— The all-senators briefing on the balloon will take place at 11:30 a.m. Thursday, Punchbowl’s Andrew Desiderio reports.

— Experts think the worsening of U.S.-China ties means it could take a while for Secretary of State ANTONY BLINKEN’s trip to get rescheduled, WaPo’s Christian Shepherd and Lyric Li report. It also amounts to “a tough test for a crop of newly installed Chinese diplomats, as they attempt to mend what Beijing considers its most important bilateral relationship.” They’ll have to balance contrition with the desire not to appear like they’re giving in to the U.S.

— The balloon has also ramped up Republican antipathy toward TikTok, which isn’t directly connected but is getting caught up in increasing tough-on-China talk, NBC’s David Ingram and Scott Wong report.

— Hot job, via Daybook: Intelligence Specialist (China) at the U.S. Air Force.

A MILESTONE THE U.S. WON’T LIKE — China has now surpassed the U.S. in its number of intercontinental ballistic missile launchers on land, WSJ’s Michael Gordon scooped. U.S. Strategic Command notified the congressional armed services committees of the news last month. The shift is fueling calls from some Republicans to expand the American nuclear arsenal. Caveats: Many of China’s launchers are empty silos, and the U.S. still leads on other missile metrics.

DANCE OF THE SUPERPOWERS — “How U.S.-China Tensions Could Affect Who Buys the House Next Door,” by NYT’s J. David Goodman in Houston: “Chinese owners have very slowly expanded their holdings in U.S. agricultural land in recent decades, but the increasingly hostile political climate has made the topic a rising concern, with at least 11 states considering some form of new legislation related to foreign ownership of farmland or real estate … Some of the new and proposed laws go beyond targeting Chinese nationals to broadly take aim at ownership by all foreign governments, businesses and new immigrants. Other laws, like the one under consideration in Texas, single out countries seen as particular security threats.”


HOT ON THE RIGHT — Republicans were outraged this morning that Twitter suspended Sen. STEVE DAINES’ (R-Mont.) account apparently because he posted a photo of him and his wife hunting. ELON MUSK said the situation is being fixed.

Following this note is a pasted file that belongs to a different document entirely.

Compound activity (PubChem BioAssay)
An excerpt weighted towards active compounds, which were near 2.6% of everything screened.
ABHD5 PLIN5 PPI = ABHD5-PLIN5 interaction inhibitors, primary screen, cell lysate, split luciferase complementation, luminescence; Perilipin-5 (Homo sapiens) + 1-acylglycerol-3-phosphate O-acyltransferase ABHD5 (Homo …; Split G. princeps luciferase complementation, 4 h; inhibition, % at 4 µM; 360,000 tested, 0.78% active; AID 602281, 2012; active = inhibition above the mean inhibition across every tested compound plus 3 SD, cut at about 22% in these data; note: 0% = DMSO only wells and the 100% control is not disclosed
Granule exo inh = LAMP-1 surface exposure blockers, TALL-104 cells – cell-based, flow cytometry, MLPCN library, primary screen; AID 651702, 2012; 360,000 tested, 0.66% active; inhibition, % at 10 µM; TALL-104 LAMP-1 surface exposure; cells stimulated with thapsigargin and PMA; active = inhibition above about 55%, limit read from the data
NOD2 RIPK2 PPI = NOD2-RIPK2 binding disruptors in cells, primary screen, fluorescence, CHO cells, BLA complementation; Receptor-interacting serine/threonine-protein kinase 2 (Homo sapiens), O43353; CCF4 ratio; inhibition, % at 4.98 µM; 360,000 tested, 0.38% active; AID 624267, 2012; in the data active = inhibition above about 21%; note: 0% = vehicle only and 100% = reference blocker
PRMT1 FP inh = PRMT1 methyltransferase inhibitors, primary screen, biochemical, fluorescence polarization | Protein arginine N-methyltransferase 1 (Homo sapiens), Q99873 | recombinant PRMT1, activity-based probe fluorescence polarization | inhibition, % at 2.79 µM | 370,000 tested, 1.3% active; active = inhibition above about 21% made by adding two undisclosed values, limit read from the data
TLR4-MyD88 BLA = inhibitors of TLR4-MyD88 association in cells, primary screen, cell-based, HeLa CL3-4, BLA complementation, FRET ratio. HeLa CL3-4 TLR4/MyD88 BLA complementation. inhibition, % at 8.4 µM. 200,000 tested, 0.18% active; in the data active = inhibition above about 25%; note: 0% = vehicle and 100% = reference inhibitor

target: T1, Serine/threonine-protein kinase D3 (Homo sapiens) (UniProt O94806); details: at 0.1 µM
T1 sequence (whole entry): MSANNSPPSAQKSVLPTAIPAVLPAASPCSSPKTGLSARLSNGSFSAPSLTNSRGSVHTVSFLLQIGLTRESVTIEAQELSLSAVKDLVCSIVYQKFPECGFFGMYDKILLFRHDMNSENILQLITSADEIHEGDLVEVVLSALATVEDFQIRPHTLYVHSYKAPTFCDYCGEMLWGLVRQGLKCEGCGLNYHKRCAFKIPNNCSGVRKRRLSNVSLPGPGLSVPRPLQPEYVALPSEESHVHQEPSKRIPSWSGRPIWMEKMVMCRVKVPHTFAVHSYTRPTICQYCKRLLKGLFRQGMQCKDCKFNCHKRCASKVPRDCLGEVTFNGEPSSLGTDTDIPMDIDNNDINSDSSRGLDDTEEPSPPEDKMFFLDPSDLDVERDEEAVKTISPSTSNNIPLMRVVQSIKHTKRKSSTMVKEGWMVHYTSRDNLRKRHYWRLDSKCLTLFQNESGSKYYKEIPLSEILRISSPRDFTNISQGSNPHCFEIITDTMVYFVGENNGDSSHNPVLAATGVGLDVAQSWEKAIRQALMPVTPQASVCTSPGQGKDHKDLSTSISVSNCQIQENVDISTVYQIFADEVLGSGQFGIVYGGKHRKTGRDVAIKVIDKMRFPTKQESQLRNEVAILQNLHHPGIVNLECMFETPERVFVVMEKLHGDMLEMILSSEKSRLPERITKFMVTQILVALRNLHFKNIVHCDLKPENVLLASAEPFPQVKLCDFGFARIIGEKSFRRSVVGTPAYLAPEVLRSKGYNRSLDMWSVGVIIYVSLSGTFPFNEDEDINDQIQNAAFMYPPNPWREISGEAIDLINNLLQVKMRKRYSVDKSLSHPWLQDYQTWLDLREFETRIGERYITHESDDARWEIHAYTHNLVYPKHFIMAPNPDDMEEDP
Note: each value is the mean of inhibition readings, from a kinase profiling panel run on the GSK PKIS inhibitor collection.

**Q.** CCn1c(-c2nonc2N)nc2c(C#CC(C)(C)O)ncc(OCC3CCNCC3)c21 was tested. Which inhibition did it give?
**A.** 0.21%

HAPPENING TOMORROW — “Twitter hearing a test of new House GOP majority’s seriousness,” by Yahoo’s Jon Ward

NIGHT OF THE HUNTER — “GOP’s Probe Into Hunter Biden Risks Political Blowback,” by Bloomberg’s Billy House and Jarrell Dillard


THE INVESTIGATIONS — “Trump Charges in Georgia Over 2020 Could Lead to Bigger Fed Case,” by Bloomberg’s Chris Strohm, Zoe Tillman and Billy House: “If [Fulton County, Ga., DA FANI] WILLIS goes first, that case would road-test possible testimony, helping to determine what evidence holds up in court and providing a blueprint for prosecutions involving other battleground states where Trump and his supporters tried to undermine President Joe Biden’s win. Legal experts say nothing stops a US special counsel overseeing the federal Trump probe [from] pursuing similar charges at the federal level, regardless of what Willis ultimately does.”


ALEJANDRO MAYORKAS UNDER FIRE — The DHS secretary is staring down a possible impeachment from House Republicans, who have elevated him as the man culpable for problems at the southern border. NYT’s Eileen Sullivan and Zolan Kanno-Youngs talked to two dozen people who have worked with Mayorkas to get a sense of how he’s actually doing in the job: He’s “an embattled secretary who may have had good intentions with his immigration policy goals but has been hamstrung by elements outside his control. … Still, Mr. Mayorkas, who has pledged to execute the Biden administration’s promise to create a fairer and more humane immigration system, is running behind schedule on delivering those results.”

DIPPING INTO CHIPS — It’s implementation time: The Commerce Department later this month will explain the process for semiconductor manufacturers to apply for new Chips Act funding, WSJ’s Yuka Hayashi scooped. Secretary GINA RAIMONDO will give a related speech Feb. 23.

UP IN THE AIR — “As Southwest, FAA probes begin, fallout could shape flying for years,” by WaPo’s Lori Aratani, Ian Duncan and Michael Laris


WASN’T ME — “‘I started a riot for the sitting president’: Why Ali Alexander won’t go to jail for his role in Jan. 6,” by Raw Story’s Jordan Green: “[ALI] ALEXANDER has displayed an uncanny ability to walk right up to the line of incitement, eluding prosecution in the largest criminal inquiry in the Justice Department’s history. … This is the story of how Alexander became the nation’s most untouchable J6er — for now.”


MEDIA MOVES — Daniella Diaz is now a congressional reporter at POLITICO. She previously was a Hill reporter for CNN. … Chad Day is returning to the AP as its new chief elections analyst. He most recently was a national political reporter at the WSJ.

TRANSITIONS — Jonathan Gilad is now government affairs director for the National Emergency Number Association. He previously was associate VP for association solutions at MCI USA. … Emily Duncan will be SVP for federal affairs at American Electric Power. She previously was VP of government relations for National Grid. … Kristin Rudman is now media and comms manager at Squire Patton Boggs. She most recently was senior director at the Levinson Group. …

… Katherine Lugar will be EVP of global corporate affairs at Hilton. She currently is president and CEO of the American Beverage Association, departing in March. … David Stier is now a partner at DLA Piper. He previously was a trial attorney with the DOJ’s Money Laundering and Asset Recovery Section’s Bank Integrity Unit. … Abby Spring is now SVP of strategic engagement at the Conservation Fund. She previously was founder and president of Spring Global LLC, and is an Edelman alum.

ENGAGED — Ryan Emery, a surgeon, proposed to Kristin Strobel, director of state and local government affairs at Microsoft, over the weekend at sunset overlooking Poipu Beach in Kauai, Hawaii. They met online. PicAnother pic

Send Playbookers tips to [email protected] or text us at 202-556-3307. Playbook couldn’t happen without our editor Mike DeBonis, deputy editor Zack Stanton and producers Setota Hailemariam and Bethany Irvine.